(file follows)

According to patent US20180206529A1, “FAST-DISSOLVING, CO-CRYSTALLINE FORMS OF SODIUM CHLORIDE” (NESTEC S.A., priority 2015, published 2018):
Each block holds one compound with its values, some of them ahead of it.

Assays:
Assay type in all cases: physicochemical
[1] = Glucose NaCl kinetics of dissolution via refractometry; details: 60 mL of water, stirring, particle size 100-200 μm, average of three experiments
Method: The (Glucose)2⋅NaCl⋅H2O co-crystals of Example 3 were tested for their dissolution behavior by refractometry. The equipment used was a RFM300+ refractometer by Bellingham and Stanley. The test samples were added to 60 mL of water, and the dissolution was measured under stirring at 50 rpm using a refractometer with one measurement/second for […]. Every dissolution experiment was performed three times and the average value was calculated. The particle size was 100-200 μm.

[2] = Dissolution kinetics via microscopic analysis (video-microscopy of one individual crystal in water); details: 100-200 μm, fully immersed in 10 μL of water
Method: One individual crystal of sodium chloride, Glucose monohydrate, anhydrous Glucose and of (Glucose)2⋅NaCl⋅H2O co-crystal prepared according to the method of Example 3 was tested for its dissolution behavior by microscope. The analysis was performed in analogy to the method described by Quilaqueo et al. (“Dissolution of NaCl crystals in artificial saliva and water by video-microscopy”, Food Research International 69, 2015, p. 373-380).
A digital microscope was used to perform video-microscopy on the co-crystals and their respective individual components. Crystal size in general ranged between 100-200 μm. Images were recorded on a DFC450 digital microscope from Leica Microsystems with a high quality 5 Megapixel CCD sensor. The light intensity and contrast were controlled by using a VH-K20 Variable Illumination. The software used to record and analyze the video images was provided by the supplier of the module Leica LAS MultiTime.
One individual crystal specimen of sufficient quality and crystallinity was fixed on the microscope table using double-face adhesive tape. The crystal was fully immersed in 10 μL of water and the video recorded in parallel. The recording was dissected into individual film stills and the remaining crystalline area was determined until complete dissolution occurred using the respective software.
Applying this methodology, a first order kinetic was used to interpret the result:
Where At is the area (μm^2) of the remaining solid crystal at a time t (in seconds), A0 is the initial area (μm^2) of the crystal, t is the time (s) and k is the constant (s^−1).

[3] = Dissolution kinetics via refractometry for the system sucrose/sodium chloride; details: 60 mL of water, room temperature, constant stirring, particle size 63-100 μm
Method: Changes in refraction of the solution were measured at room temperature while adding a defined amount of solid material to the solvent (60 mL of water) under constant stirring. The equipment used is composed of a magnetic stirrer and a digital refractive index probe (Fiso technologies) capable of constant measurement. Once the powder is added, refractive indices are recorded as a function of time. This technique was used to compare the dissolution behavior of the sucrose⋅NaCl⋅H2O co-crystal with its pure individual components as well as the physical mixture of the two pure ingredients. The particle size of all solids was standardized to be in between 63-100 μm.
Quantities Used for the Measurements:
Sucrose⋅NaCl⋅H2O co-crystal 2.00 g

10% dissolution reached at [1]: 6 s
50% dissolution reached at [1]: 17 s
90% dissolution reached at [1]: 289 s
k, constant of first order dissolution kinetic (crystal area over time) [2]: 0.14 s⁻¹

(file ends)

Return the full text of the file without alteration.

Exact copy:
According to patent US20180206529A1, “FAST-DISSOLVING, CO-CRYSTALLINE FORMS OF SODIUM CHLORIDE” (NESTEC S.A., priority 2015, published 2018):
Each block holds one compound with its values, some of them ahead of it.

Assays:
Assay type in all cases: physicochemical
[1] = Glucose NaCl kinetics of dissolution via refractometry; details: 60 mL of water, stirring, particle size 100-200 μm, average of three experiments
Method: The (Glucose)2⋅NaCl⋅H2O co-crystals of Example 3 were tested for their dissolution behavior by refractometry. The equipment used was a RFM300+ refractometer by Bellingham and Stanley. The test samples were added to 60 mL of water, and the dissolution was measured under stirring at 50 rpm using a refractometer with one measurement/second for […]. Every dissolution experiment was performed three times and the average value was calculated. The particle size was 100-200 μm.

[2] = Dissolution kinetics via microscopic analysis (video-microscopy of one individual crystal in water); details: 100-200 μm, fully immersed in 10 μL of water
Method: One individual crystal of sodium chloride, Glucose monohydrate, anhydrous Glucose and of (Glucose)2⋅NaCl⋅H2O co-crystal prepared according to the method of Example 3 was tested for its dissolution behavior by microscope. The analysis was performed in analogy to the method described by Quilaqueo et al. (“Dissolution of NaCl crystals in artificial saliva and water by video-microscopy”, Food Research International 69, 2015, p. 373-380).
A digital microscope was used to perform video-microscopy on the co-crystals and their respective individual components. Crystal size in general ranged between 100-200 μm. Images were recorded on a DFC450 digital microscope from Leica Microsystems with a high quality 5 Megapixel CCD sensor. The light intensity and contrast were controlled by using a VH-K20 Variable Illumination. The software used to record and analyze the video images was provided by the supplier of the module Leica LAS MultiTime.
One individual crystal specimen of sufficient quality and crystallinity was fixed on the microscope table using double-face adhesive tape. The crystal was fully immersed in 10 μL of water and the video recorded in parallel. The recording was dissected into individual film stills and the remaining crystalline area was determined until complete dissolution occurred using the respective software.
Applying this methodology, a first order kinetic was used to interpret the result:
Where At is the area (μm^2) of the remaining solid crystal at a time t (in seconds), A0 is the initial area (μm^2) of the crystal, t is the time (s) and k is the constant (s^−1).

[3] = Dissolution kinetics via refractometry for the system sucrose/sodium chloride; details: 60 mL of water, room temperature, constant stirring, particle size 63-100 μm
Method: Changes in refraction of the solution were measured at room temperature while adding a defined amount of solid material to the solvent (60 mL of water) under constant stirring. The equipment used is composed of a magnetic stirrer and a digital refractive index probe (Fiso technologies) capable of constant measurement. Once the powder is added, refractive indices are recorded as a function of time. This technique was used to compare the dissolution behavior of the sucrose⋅NaCl⋅H2O co-crystal with its pure individual components as well as the physical mixture of the two pure ingredients. The particle size of all solids was standardized to be in between 63-100 μm.
Quantities Used for the Measurements:
Sucrose⋅NaCl⋅H2O co-crystal 2.00 g

10% dissolution reached at [1]: 6 s
50% dissolution reached at [1]: 17 s
90% dissolution reached at [1]: 289 s
k, constant of first order dissolution kinetic (crystal area over time) [2]: 0.14 s⁻¹